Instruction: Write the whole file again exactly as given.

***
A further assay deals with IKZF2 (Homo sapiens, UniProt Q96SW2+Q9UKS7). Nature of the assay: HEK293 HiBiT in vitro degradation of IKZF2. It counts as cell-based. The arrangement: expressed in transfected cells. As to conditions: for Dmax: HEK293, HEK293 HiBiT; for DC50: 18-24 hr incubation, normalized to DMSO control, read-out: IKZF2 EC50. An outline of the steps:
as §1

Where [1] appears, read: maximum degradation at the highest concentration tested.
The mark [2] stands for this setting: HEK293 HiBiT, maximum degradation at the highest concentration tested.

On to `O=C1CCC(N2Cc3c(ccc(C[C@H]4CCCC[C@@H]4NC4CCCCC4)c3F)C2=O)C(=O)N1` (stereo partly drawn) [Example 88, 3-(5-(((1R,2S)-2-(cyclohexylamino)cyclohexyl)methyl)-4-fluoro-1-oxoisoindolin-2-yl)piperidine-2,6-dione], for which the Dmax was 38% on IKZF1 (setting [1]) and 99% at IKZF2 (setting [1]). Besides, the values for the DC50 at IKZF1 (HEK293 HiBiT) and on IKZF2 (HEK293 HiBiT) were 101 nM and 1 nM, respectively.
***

A further assay deals with IKZF2 (Homo sapiens, UniProt Q96SW2+Q9UKS7). Nature of the assay: HEK293 HiBiT in vitro degradation of IKZF2. It counts as cell-based. The arrangement: expressed in transfected cells. As to conditions: for Dmax: HEK293, HEK293 HiBiT; for DC50: 18-24 hr incubation, normalized to DMSO control, read-out: IKZF2 EC50. An outline of the steps:
as §1

Where [1] appears, read: maximum degradation at the highest concentration tested.
The mark [2] stands for this setting: HEK293 HiBiT, maximum degradation at the highest concentration tested.

On to `O=C1CCC(N2Cc3c(ccc(C[C@H]4CCCC[C@@H]4NC4CCCCC4)c3F)C2=O)C(=O)N1` (stereo partly drawn) [Example 88, 3-(5-(((1R,2S)-2-(cyclohexylamino)cyclohexyl)methyl)-4-fluoro-1-oxoisoindolin-2-yl)piperidine-2,6-dione], for which the Dmax was 38% on IKZF1 (setting [1]) and 99% at IKZF2 (setting [1]). Besides, the values for the DC50 at IKZF1 (HEK293 HiBiT) and on IKZF2 (HEK293 HiBiT) were 101 nM and 1 nM, respectively.